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Women Business Owners To Delay Hiring, Rely on Credit and Personal Savings for Capital

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One out of two U.S. women business owners expect their sales to increase in the next six months, but most have no plans to hire full-time employees as a “soft patch” continues to slow the U.S. economic recovery. 

          The findings of the first-ever PNC Women Business Owners Outlook show women owners are satisfied with their overall business performance, as six out of 10 say their companies are currently meeting or exceeding expectations.  However, women owners show a reluctance to take on long-term financing or make capital investments in the months ahead.

          “Our women’s survey findings reinforce that the U.S. economy continues to suffer through this current soft patch, as growth has slowed into the realm of stalled speed,” said Stuart Hoffman, chief economist of the PNC Financial Services Group, Inc. (NYSE: PNC).  “Even though we are dialing back our expectations for the second half of 2011, we do not expect the economy to slide into a double-dip recession.”

          PNC found that most women owners are funding their businesses with credit cards and personal savings in lieu of long-term bank financing. Nearly six out of 10 (59 percent) use a business credit card and almost half (44 percent) rely on personal or family savings to fund their businesses.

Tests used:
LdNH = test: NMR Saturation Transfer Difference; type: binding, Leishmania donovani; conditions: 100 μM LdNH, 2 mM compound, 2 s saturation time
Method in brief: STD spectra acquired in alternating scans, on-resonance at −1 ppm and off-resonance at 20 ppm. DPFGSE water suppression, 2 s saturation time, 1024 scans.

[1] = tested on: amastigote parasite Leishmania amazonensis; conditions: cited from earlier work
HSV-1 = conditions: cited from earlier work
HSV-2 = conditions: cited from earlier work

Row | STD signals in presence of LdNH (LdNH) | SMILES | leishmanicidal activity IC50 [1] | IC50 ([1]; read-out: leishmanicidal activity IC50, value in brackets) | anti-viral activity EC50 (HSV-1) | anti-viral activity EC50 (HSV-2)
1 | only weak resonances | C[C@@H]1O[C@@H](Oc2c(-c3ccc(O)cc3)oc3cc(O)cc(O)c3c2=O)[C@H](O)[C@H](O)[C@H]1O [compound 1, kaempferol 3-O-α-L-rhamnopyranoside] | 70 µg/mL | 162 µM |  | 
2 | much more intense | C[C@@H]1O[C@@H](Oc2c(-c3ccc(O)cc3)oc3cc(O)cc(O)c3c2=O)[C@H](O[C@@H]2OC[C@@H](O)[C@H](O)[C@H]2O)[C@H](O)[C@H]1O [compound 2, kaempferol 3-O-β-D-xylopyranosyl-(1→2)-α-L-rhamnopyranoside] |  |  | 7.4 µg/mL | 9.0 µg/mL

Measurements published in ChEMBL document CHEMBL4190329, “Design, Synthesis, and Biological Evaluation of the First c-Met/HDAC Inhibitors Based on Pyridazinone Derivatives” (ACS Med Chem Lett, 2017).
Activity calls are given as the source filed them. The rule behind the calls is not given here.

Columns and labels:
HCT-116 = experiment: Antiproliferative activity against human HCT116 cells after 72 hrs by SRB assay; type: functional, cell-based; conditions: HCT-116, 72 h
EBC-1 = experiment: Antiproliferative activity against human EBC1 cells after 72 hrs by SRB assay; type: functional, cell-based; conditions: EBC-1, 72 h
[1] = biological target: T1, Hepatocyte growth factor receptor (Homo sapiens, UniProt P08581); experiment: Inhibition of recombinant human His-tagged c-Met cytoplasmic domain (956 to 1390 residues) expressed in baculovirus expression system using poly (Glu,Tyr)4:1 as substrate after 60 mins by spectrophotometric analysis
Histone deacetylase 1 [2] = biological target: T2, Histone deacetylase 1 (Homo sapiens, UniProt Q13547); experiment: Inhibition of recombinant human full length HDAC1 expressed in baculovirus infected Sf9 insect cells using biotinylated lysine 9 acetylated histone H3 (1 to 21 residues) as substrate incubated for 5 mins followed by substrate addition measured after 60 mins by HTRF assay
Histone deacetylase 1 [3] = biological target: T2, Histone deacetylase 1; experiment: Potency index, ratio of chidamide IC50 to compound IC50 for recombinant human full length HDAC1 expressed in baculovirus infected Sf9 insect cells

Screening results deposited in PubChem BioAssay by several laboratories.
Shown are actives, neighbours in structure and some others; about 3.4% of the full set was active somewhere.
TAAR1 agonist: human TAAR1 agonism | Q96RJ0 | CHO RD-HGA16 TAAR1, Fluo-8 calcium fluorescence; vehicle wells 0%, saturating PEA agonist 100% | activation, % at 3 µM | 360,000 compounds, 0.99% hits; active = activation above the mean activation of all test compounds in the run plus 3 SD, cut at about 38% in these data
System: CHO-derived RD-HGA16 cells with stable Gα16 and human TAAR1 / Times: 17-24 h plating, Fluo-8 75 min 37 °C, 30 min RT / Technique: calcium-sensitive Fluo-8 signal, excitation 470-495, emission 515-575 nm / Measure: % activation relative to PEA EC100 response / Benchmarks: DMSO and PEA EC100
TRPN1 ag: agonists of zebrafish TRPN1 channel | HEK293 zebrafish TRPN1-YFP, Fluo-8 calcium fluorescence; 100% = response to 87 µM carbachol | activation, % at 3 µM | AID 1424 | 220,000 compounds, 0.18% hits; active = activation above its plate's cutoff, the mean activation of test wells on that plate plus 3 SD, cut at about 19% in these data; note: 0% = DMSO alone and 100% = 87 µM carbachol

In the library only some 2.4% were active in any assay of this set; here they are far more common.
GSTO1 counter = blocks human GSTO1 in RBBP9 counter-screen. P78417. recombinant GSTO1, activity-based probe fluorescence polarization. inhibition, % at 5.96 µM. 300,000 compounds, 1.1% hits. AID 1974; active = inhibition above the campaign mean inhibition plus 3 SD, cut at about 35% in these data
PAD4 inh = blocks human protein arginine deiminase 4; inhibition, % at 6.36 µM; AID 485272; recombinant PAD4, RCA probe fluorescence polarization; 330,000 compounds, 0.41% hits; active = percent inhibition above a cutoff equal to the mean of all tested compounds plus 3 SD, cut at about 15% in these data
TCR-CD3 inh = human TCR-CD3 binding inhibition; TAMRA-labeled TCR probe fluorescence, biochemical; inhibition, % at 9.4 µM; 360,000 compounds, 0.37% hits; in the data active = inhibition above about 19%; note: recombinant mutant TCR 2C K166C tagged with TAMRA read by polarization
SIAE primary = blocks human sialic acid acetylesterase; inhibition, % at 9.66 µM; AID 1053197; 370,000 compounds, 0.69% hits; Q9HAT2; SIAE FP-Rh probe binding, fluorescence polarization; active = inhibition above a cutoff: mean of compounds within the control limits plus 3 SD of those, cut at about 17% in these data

“While women business owners often describe themselves as being debt-averse, those who rely strictly on savings and credit cards leave few options to weather downturns without cashing in personal assets or taking a hit to their personal credit history,” said Beth Marcello, director of Women’s Business Development at PNC, which has loaned nearly $7 billion to women-owned businesses since 2005.

According to PNC’s findings, women owners rely on an average of 2.7 sources of money to fund their businesses. Additional sources of capital include a line of credit from a financial institution (38 percent), personal credit card (34 percent) and a business loan from a financial institution (26 percent).

 

 

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